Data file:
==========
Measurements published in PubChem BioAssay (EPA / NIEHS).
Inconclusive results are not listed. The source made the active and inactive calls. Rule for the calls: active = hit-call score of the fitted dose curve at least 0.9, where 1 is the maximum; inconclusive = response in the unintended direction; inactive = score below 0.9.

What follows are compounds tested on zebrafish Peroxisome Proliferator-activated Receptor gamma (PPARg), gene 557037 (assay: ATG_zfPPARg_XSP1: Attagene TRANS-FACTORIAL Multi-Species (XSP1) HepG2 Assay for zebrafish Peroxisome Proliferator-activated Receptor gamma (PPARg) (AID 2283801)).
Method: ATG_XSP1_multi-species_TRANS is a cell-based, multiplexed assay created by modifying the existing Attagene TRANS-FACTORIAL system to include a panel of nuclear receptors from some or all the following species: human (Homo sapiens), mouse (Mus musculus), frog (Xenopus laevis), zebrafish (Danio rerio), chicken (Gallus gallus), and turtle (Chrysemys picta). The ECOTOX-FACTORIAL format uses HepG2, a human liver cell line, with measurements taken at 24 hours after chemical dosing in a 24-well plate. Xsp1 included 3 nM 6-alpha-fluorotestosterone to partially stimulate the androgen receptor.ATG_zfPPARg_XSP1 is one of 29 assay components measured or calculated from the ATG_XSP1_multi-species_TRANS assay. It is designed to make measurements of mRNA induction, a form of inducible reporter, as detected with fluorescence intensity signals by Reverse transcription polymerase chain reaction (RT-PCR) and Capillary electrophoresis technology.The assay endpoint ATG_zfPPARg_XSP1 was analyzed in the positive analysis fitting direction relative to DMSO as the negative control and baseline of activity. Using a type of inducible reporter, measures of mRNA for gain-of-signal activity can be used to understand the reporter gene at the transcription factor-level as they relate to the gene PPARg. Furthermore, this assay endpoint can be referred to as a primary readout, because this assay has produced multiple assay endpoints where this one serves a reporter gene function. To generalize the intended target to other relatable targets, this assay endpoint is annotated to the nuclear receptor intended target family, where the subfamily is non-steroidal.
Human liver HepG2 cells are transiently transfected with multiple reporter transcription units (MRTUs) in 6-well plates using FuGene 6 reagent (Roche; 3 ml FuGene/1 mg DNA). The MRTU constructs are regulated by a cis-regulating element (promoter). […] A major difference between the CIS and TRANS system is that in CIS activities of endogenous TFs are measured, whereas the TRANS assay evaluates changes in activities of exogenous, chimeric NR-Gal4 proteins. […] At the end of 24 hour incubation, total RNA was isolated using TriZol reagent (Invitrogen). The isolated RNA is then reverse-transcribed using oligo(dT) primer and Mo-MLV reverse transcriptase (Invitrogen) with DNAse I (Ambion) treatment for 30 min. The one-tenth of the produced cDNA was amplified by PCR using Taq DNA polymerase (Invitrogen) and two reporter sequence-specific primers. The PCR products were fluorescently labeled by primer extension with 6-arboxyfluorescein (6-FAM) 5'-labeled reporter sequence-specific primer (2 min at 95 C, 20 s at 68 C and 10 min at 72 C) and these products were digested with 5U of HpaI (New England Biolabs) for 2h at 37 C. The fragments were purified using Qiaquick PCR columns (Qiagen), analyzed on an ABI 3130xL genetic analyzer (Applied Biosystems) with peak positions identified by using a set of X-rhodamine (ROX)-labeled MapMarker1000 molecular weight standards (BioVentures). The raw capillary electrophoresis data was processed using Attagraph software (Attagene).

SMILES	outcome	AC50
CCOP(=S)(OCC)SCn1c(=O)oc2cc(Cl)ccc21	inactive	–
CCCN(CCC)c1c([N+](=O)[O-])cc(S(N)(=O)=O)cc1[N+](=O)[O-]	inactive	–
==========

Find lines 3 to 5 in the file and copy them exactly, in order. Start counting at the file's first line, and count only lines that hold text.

What follows are compounds tested on zebrafish Peroxisome Proliferator-activated Receptor gamma (PPARg), gene 557037 (assay: ATG_zfPPARg_XSP1: Attagene TRANS-FACTORIAL Multi-Species (XSP1) HepG2 Assay for zebrafish Peroxisome Proliferator-activated Receptor gamma (PPARg) (AID 2283801)).
Method: ATG_XSP1_multi-species_TRANS is a cell-based, multiplexed assay created by modifying the existing Attagene TRANS-FACTORIAL system to include a panel of nuclear receptors from some or all the following species: human (Homo sapiens), mouse (Mus musculus), frog (Xenopus laevis), zebrafish (Danio rerio), chicken (Gallus gallus), and turtle (Chrysemys picta). The ECOTOX-FACTORIAL format uses HepG2, a human liver cell line, with measurements taken at 24 hours after chemical dosing in a 24-well plate. Xsp1 included 3 nM 6-alpha-fluorotestosterone to partially stimulate the androgen receptor.ATG_zfPPARg_XSP1 is one of 29 assay components measured or calculated from the ATG_XSP1_multi-species_TRANS assay. It is designed to make measurements of mRNA induction, a form of inducible reporter, as detected with fluorescence intensity signals by Reverse transcription polymerase chain reaction (RT-PCR) and Capillary electrophoresis technology.The assay endpoint ATG_zfPPARg_XSP1 was analyzed in the positive analysis fitting direction relative to DMSO as the negative control and baseline of activity. Using a type of inducible reporter, measures of mRNA for gain-of-signal activity can be used to understand the reporter gene at the transcription factor-level as they relate to the gene PPARg. Furthermore, this assay endpoint can be referred to as a primary readout, because this assay has produced multiple assay endpoints where this one serves a reporter gene function. To generalize the intended target to other relatable targets, this assay endpoint is annotated to the nuclear receptor intended target family, where the subfamily is non-steroidal.
Human liver HepG2 cells are transiently transfected with multiple reporter transcription units (MRTUs) in 6-well plates using FuGene 6 reagent (Roche; 3 ml FuGene/1 mg DNA). The MRTU constructs are regulated by a cis-regulating element (promoter). […] A major difference between the CIS and TRANS system is that in CIS activities of endogenous TFs are measured, whereas the TRANS assay evaluates changes in activities of exogenous, chimeric NR-Gal4 proteins. […] At the end of 24 hour incubation, total RNA was isolated using TriZol reagent (Invitrogen). The isolated RNA is then reverse-transcribed using oligo(dT) primer and Mo-MLV reverse transcriptase (Invitrogen) with DNAse I (Ambion) treatment for 30 min. The one-tenth of the produced cDNA was amplified by PCR using Taq DNA polymerase (Invitrogen) and two reporter sequence-specific primers. The PCR products were fluorescently labeled by primer extension with 6-arboxyfluorescein (6-FAM) 5'-labeled reporter sequence-specific primer (2 min at 95 C, 20 s at 68 C and 10 min at 72 C) and these products were digested with 5U of HpaI (New England Biolabs) for 2h at 37 C. The fragments were purified using Qiaquick PCR columns (Qiagen), analyzed on an ABI 3130xL genetic analyzer (Applied Biosystems) with peak positions identified by using a set of X-rhodamine (ROX)-labeled MapMarker1000 molecular weight standards (BioVentures). The raw capillary electrophoresis data was processed using Attagraph software (Attagene).